Report | GFCE V-Meeting “Regional Consultation Session Europe & Africa” | 27 May 2020
The GFCE organised its third regional consultation session for the Europe & Africa region, as part of the V-Meeting, following the regional consultation sessions for the Americas and for Asia & Pacific. Regional stakeholders had the opportunity to get together and discuss the benefits of GFCE membership and how their respective organizations and countries can contribute to the GFCE processes, gathering valuable input for the next steps of the GFCE Forward document.
In the beginning of the session, the participants shared their opinion regarding the benefits of the GFCE, by specifically highlighting the importance of the platform in bringing together national, regional and global actors involved in cyber capacity building projects and initiatives. The GFCE’s international network involves both top-down and bottom-up approaches in cyber security and capacity building. According to the participants, one of the key aspects of the GFCE is the platform’s diversity; different stakeholders have the chance to collaborate on the most effective way, in order to implement and influence cyber capacity building policies.
The GFCE community was also asked to share its thoughts and ideas on what are the Europe and Africa regional cyber capacity needs and what role the GFCE can play in addressing these. Regarding the European region, stakeholders pointed out the importance of European organizations to specifically focus on finding countries with cyber capacity building gaps and weaknesses and help them overcome these and move forward. The GFCE can play a crucial role in match-making these countries with CCB implementers. In addition, GFCE members and partners’ representatives from the Africa region, highlighted the different needs of African countries in CCB resources, and mentioned that the GFCE has a crucial role in the Global South by matchmaking countries with CCB donors and implementers. Also, another important point raised, was the need for more involvement of tech companies and the ICT sector from the region in the GFCE.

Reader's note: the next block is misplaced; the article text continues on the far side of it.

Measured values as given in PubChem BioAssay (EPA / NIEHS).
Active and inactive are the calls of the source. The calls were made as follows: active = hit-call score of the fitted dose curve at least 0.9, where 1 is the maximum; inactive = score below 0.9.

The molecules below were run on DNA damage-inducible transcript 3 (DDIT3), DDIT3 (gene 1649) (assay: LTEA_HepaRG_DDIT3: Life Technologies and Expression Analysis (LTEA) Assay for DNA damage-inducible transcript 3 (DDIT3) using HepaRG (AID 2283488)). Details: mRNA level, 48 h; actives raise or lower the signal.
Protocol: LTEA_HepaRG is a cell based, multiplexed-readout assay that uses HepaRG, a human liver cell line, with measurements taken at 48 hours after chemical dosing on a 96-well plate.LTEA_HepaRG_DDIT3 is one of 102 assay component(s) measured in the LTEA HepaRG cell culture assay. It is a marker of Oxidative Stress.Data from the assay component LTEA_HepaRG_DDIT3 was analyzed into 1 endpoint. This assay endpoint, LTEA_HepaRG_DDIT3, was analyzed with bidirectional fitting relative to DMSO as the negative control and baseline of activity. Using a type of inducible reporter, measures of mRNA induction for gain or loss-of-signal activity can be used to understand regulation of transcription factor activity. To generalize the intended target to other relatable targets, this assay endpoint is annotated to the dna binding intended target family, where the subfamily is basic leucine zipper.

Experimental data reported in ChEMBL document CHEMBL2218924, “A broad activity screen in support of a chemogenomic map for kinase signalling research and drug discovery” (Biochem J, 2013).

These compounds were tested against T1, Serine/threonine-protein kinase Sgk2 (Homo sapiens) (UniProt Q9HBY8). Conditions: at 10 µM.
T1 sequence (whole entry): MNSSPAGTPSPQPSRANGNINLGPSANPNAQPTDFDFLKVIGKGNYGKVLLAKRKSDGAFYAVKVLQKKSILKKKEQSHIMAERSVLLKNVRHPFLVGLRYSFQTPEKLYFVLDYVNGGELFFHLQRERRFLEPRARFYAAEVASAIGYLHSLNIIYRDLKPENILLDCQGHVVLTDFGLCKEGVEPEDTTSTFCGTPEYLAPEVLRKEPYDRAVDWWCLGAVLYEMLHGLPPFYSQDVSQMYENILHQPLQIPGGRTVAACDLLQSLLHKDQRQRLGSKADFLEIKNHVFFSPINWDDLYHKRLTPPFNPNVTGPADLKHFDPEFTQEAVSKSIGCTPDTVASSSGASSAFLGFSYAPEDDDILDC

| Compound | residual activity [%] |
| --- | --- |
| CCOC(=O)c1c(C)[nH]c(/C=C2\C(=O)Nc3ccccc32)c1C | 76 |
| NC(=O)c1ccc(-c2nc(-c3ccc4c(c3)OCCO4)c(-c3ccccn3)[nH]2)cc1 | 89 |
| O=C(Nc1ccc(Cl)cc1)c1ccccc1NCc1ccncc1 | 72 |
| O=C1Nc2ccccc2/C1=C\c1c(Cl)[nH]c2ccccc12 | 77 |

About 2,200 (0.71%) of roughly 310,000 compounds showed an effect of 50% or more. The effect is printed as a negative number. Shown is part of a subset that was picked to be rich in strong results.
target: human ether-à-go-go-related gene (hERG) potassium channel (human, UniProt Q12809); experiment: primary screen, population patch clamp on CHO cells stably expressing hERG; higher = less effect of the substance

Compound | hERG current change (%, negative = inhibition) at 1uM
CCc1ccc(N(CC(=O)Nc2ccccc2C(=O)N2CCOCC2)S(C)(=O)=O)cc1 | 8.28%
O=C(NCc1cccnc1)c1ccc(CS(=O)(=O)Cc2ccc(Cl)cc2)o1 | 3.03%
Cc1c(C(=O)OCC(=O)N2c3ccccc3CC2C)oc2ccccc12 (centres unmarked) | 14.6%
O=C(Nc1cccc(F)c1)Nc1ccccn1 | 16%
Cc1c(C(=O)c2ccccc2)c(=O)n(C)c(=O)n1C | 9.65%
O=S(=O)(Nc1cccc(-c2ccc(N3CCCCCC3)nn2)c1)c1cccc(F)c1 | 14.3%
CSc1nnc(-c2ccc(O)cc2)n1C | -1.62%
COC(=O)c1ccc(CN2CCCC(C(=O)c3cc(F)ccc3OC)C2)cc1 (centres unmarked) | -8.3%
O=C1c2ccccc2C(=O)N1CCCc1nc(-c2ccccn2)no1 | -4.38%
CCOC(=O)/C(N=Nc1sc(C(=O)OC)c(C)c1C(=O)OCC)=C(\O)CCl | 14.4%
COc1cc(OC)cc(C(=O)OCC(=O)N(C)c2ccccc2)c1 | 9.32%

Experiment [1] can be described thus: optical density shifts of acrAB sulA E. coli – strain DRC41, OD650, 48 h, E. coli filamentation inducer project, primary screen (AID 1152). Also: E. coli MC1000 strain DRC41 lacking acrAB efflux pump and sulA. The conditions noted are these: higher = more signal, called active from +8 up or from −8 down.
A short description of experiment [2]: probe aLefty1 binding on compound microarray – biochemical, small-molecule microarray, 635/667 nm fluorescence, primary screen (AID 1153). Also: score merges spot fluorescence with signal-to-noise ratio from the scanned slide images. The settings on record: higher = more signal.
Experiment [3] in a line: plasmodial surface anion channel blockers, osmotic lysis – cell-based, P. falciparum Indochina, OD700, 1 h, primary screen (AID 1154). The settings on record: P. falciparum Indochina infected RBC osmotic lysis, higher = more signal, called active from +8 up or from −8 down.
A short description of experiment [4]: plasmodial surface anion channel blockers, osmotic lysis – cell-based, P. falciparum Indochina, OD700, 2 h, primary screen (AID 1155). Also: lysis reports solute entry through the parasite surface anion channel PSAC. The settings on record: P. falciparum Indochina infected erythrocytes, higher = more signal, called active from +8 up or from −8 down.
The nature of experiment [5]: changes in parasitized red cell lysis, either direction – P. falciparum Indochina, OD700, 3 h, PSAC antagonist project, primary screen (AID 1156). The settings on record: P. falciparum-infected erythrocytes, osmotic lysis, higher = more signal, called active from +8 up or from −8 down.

Some of the most important benefits of the GFCE highlighted by the participants of the session, include: match-making assistance between cyber capacity building implementers and funders, regional and national CCB needs’ assessment, influence and shaping of national, regional and global policies, coordination and avoiding duplication of efforts, networking and contact opportunities, knowledge sharing and expertise, diversity of cyber needs and perspectives, research agenda and global good practices. The added value of the GFCE is the ability to bring together relevant CCB actors and equip them with the capacity to cooperate and coordinate their CCB efforts and initiatives.
The session ended with Ms. Carmen Gonsalves, GFCE Co-Chair and Mr. Chris Painter, President of the GFCE Foundation Board, highlighting the goal of the GFCE to become the global coordination platform for cyber capacity building. As the GFCE mission is to strengthen cyber capacity and expertise globally by being a pragmatic and action-oriented platform for international collaboration, Mr. Painter pointed out that a multi-stakeholder approach and inclusiveness are two fundamental factors for the GFCE and its way forward.